A giant cash machine
Verizon's yield a bargain, and its worries are overstated
That's so much higher than the yield on the Standard & Poor's 500 index (2.1% as of last week) that any reasonable investor wants to know what the market thinks is wrong with this company.
In this case, I think it's easy to figure out why enough investors hate this stock to drive the yield up so far -- and to conclude that the market is wrong in the degree of its worry.
That makes Verizon a buy for the investor in search of reasonably safe but high yields.
Here's what's wrong with Verizon:
The company's land line business is slowly shrinking. In the second quarter, phone lines to homes and businesses declined by almost 10% from the second quarter of 2008.
The U.S. wireless market, which is supposed to grow fast enough to make up for the drop in land line phones, is nearing saturation. There are now nine mobile devices in circulation for every ten people in the United States.
Verizon's solution is to invest in its network so that it can add more very profitable Internet and video users through its FIOS system. That's enormously expensive. The company plans to spend $23 billion in 2009 and 2010 to build out its fiber optic network.
Verizon already carries a huge amount of long-term debt. The company finished the second quarter of 2009 with $59 billion in debt.
That's a long list of worries, and most of them are reasonable--which is why the price is low enough for the stock to pay a 6.52% yield.
But while these worries are reasonable, they are overblown. (For more on Verizon's business, see my August 14th post)
Yes, Verizon is losing land line customers. (Hey, it is a recession, remember.) But the company is losing them in a controlled fashion, and its strategy of replacing the revenue from departing customers by getting remaining customers to upgrade to higher-margin data, high-speed Internet, and video services is working.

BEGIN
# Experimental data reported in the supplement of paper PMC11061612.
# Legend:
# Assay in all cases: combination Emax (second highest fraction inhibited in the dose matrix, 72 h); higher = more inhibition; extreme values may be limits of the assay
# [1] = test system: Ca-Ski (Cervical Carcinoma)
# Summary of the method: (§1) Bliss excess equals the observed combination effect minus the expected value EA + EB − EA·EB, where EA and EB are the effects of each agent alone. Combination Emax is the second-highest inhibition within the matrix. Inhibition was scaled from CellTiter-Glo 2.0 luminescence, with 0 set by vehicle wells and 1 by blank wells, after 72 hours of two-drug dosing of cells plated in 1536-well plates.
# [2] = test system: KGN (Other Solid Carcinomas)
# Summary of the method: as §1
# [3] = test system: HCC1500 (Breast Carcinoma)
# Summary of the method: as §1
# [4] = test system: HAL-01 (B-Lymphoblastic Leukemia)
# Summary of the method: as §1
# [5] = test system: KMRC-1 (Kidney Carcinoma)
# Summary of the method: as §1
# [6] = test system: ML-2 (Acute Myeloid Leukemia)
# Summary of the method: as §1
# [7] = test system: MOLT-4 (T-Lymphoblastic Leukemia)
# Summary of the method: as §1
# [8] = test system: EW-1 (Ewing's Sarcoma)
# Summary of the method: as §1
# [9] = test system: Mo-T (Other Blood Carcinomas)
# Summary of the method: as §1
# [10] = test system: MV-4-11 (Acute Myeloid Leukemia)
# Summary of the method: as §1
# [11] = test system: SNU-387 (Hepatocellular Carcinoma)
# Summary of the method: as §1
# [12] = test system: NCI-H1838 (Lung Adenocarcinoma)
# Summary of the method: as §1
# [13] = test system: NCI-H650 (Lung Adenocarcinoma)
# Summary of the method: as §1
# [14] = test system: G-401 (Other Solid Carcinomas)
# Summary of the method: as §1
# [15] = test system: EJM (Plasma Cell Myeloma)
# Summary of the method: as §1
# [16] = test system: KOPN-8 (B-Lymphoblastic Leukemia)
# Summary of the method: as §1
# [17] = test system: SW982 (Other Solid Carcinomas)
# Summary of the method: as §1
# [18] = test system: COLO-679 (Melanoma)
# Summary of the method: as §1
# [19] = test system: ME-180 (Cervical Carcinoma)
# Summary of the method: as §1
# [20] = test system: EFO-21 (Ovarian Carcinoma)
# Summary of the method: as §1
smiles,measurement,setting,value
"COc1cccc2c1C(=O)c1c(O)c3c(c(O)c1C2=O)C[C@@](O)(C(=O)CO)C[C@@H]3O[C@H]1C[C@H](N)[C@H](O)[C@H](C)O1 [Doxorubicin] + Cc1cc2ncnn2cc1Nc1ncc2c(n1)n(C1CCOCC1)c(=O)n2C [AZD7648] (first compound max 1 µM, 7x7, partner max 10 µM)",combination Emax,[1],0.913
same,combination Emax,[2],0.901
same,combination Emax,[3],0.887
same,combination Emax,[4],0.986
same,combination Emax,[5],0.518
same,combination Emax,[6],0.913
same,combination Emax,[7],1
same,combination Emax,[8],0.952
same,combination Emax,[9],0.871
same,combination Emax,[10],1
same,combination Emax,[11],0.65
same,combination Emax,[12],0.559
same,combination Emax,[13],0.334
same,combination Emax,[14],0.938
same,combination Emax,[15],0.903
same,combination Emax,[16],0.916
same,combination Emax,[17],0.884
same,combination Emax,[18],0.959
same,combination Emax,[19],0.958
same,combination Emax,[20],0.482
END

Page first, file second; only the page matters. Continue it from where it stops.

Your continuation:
The crucial metric here is cash flow. The company's cash flow from operations was a huge $23.6 billion in 2008. That was more than enough to cover the $1.90 per share annual dividend and the company's capital spending.
The board of directors signaled its confidence that this cash flow would continue by raising the dividend payout in the third quarter of 2009.
Yes, the wireless market in the United States is reaching saturation in numbers, but there's still room to take market share from Sprint Nextel (S), a fading number two, and to upgrade customers to new smart phones.
Smartphone customers should be more profitable than regular cell phone users. Here the number to watch is AMPU or average margin per user. (Hats off to Morningstar for this insight and number crunching.)
This ratio divides a company's earnings before interest, taxes, depreciation and amortization (EBITDA) by the number of customers to figure out how profitable the average customer is.
For Verizon, the AMPU in the second quarter came out to a very healthy $24. That's the highest in the industry.
Yes, Verizon's build out of its fiber optic network is very expensive, but as an investment it appears to be worth it so far. In the second quarter, Verizon added 303,000 net FIOS Internet customers and 300,000 FIOS television customers. On average, FIOS customers pay $135 a month, about twice the bill for the average Verizon customer.
And yes, Verizon carries a huge debt load, but the company has the cash flow and earnings to pay the tab.
In conclusion, I think the worries are overstated, the price is overly depressed, and the yield is a bargain.
At the time of this writing, Jim Jubak did not own or control shares of any company mentioned in this post.
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Why are stronger numbers considered bad news? Investors are worried about the impact on inflation and interest rates.
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